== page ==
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- League of Legends
Update: The LEC has announced that it has concluded its NEOM partnership, calling the plans a “mistake” that had “caused rifts in the very community we seek to grow.”
“As a company and as a league, we know that it’s important to recognize when we make mistakes and quickly work to correct them,” reads a statement from EMEA’s Director of Esports Alberto Guerrero. “After further reflection, while we remain steadfastly committed to all of our players and fans worldwide including those living in Saudi Arabia and the Middle East, the LEC has ended its partnership with NEOM, effective immediately. In an effort to expand our esports ecosystem, we moved too quickly to cement this partnership and caused rifts in the very community we seek to grow. While we missed our own expectations in this instance, we’re committed to reexamining our internal structures to ensure this doesn’t happen again.”
Original Story: A controversial League of Legends Saudi Arabia investment has been announced and both fans and industry professionals are none too happy about it. Saudi Arabian company Neom is investing in the League of Legends European Championship (or LEC) and it’s bringing up a lot of questions.
The announcement was made on the official LEC Twitter, simply stating that Neom is going to be a main partner for the Summer 2020 season.
“NEOM is a new community that will be the home and workplace for more than a million citizens from around the world who want to be part of building a new model for sustainable living, working, and prospering in Saudi Arabia,” read the official announcement. “[And] will be championing the development of esports across the world.”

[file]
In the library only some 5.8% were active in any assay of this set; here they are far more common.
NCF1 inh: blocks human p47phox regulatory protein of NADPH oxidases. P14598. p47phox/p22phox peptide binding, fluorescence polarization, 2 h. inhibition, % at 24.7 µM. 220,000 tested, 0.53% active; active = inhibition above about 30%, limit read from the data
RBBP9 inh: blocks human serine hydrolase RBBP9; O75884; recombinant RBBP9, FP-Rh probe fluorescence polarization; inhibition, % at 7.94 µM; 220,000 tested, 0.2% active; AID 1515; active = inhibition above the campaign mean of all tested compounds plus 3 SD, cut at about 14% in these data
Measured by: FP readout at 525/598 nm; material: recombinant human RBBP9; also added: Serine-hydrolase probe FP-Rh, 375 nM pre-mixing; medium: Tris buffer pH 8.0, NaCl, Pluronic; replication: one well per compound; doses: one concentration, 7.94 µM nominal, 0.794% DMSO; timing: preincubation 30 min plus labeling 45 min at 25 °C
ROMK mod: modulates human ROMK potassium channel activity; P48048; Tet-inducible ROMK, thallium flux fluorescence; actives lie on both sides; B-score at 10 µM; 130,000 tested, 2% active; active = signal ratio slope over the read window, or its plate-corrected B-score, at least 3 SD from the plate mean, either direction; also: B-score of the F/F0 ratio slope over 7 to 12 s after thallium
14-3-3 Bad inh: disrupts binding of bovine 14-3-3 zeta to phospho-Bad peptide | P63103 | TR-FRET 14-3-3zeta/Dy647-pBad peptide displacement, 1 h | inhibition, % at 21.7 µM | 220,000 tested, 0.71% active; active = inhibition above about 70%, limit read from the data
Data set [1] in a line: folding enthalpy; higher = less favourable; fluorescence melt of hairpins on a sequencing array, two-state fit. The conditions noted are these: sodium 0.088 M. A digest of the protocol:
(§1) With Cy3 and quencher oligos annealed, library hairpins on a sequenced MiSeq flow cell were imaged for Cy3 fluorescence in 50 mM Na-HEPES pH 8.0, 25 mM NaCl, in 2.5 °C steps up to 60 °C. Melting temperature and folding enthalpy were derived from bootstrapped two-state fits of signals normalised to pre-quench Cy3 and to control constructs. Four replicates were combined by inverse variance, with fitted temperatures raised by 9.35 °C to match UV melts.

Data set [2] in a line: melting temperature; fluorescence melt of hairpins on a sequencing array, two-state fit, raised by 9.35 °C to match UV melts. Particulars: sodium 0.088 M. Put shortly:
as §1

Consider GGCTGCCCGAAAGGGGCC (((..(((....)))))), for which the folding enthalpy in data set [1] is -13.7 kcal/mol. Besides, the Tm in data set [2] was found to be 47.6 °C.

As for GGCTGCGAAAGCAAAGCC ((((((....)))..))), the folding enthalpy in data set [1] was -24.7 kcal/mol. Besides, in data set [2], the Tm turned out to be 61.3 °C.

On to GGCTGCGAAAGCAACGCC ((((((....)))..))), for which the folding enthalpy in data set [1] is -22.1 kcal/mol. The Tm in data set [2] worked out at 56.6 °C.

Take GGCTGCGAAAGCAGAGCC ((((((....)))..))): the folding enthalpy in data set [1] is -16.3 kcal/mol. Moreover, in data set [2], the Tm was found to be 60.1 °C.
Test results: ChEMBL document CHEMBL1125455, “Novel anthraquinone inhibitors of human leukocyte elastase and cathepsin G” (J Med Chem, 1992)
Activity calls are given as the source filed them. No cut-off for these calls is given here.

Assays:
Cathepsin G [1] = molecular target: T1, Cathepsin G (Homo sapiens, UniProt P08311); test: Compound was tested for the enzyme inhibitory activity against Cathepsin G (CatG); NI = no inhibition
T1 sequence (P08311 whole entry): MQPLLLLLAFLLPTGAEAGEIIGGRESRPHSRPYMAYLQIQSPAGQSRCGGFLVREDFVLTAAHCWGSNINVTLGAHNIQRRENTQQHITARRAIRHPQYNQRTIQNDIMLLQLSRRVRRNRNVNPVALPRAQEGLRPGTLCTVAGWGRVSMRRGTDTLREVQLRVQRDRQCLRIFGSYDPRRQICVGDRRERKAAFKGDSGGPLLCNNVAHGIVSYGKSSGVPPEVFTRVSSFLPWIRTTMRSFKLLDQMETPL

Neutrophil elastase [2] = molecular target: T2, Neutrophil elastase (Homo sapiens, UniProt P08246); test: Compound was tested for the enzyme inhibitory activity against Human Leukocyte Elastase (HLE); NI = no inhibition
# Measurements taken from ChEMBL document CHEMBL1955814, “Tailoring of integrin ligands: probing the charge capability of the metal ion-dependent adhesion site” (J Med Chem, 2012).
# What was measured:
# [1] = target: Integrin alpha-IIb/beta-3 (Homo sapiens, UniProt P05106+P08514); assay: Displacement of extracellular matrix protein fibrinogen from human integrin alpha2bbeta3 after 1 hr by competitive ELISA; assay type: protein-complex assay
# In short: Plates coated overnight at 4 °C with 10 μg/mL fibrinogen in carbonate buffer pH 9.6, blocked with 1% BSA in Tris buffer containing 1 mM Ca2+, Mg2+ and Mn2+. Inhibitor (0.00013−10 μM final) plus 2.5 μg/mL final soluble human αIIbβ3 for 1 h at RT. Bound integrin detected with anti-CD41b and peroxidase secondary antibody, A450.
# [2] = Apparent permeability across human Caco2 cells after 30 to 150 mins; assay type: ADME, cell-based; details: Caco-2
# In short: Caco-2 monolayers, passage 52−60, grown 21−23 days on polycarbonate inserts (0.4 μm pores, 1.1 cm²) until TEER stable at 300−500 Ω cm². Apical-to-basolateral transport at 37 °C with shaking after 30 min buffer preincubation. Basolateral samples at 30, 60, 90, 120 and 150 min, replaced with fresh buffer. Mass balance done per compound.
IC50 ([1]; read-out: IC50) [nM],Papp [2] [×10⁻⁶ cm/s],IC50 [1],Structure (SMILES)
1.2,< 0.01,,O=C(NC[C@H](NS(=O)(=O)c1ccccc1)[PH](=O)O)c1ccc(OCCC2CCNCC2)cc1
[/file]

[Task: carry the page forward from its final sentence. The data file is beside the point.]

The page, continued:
What that article leaves out is the worrying history of Neom. As The Guardian reports, this futuristic new city is being built on tribal land in the northern area of the country. The Huwaitat tribe alleges that the Saudi government is displacing them from the area and has unclear details on where their new home will be. Neom is intended to be a futuristic city 33 times the size of NYC with plans to house millions of residents at an ultimate construction cost of $500 billion.
Understandably, this Saudi Arabian investmen to the LEC has more than a few people upset at the proposition as noted on ResetEra and elsewhere.
This is disappointing because this is the LEC. It's my team, my product, my managers, my office.
My family. My home.
This isn't someone far away in HQ that I don't know. This is devastating because I know who made these choices and I feel silenced.
— Froskurinn (@Froskurinn) July 29, 2020
The founder of NEOM is Mohamed Bin Salman, Crown Prince of Saudi Arabia and Deputy Prime Minister.
He is responsible for 48 beheadings within jan-apr 2017, detention of human rights/LGBT advocates, and for the assassination of journalist Jamal Khashoggi.
Nice move, LEC.
— Kalytis (@Kalytis_) July 29, 2020
— TheeShrimp (@TheeRealShrimp) July 29, 2020
And you aren't even ashamed to post that with the Pride flag in your logo. I can't even begin to describe how disappointed i am.
— ThEdlinger (@ThEdlinger) July 29, 2020
As noted in some of the above tweets, the move is viewed as particularly hypocritical considering that Riot Games has a rainbow logo on their Twitter indicating support for the LGBTQ+ community. Saudi Arabia has a long history of violating LGBTQ+ rights.
Others, however, have pointed out that while the League of Legends Saudia Arabia investment is troubling, China has its own fair share of human rights transgressions.
you’ve worked with china where thousands of muslims arekilled yearly.They are mistreated, beaten and forced to coveret their religion and not doing any relegious traditions or they will be killed with their whole family.Ain’t saying saudi is perfect but stop being such hypocrite!
— Ahmed (@BenjemaaAhmed) July 29, 2020
As gaming continues to grow as a business, we’re sure to see more companies invest with complex and concerning issues behind them. The gaming industry needs money to fuel its growth and future development, but some investments might come at too high a price.